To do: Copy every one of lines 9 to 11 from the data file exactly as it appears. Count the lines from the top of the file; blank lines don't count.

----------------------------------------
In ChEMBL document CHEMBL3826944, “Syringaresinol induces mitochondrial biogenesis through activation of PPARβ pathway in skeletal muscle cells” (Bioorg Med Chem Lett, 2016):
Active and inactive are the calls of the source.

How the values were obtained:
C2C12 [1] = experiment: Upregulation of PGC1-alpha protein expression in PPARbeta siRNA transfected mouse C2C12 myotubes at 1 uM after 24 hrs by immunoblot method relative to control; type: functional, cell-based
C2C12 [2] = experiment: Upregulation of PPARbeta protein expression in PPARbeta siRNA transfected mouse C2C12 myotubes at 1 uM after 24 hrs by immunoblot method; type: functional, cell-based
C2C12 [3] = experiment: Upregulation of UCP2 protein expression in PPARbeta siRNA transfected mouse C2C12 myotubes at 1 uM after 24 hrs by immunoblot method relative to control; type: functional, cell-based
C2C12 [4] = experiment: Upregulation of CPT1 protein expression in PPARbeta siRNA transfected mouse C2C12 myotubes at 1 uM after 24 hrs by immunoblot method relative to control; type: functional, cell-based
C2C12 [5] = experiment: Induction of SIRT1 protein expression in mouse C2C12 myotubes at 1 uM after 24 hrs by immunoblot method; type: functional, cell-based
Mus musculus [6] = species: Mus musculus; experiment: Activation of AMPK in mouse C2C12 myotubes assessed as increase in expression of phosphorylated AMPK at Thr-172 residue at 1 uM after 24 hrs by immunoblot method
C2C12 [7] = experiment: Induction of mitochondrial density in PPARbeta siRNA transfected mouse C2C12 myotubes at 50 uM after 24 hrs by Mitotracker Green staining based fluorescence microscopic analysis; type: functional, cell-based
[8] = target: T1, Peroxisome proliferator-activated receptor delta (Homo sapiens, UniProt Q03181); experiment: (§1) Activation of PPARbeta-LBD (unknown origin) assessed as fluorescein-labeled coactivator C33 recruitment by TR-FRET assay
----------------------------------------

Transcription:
Mus musculus [6] = species: Mus musculus; experiment: Activation of AMPK in mouse C2C12 myotubes assessed as increase in expression of phosphorylated AMPK at Thr-172 residue at 1 uM after 24 hrs by immunoblot method
C2C12 [7] = experiment: Induction of mitochondrial density in PPARbeta siRNA transfected mouse C2C12 myotubes at 50 uM after 24 hrs by Mitotracker Green staining based fluorescence microscopic analysis; type: functional, cell-based
[8] = target: T1, Peroxisome proliferator-activated receptor delta (Homo sapiens, UniProt Q03181); experiment: (§1) Activation of PPARbeta-LBD (unknown origin) assessed as fluorescein-labeled coactivator C33 recruitment by TR-FRET assay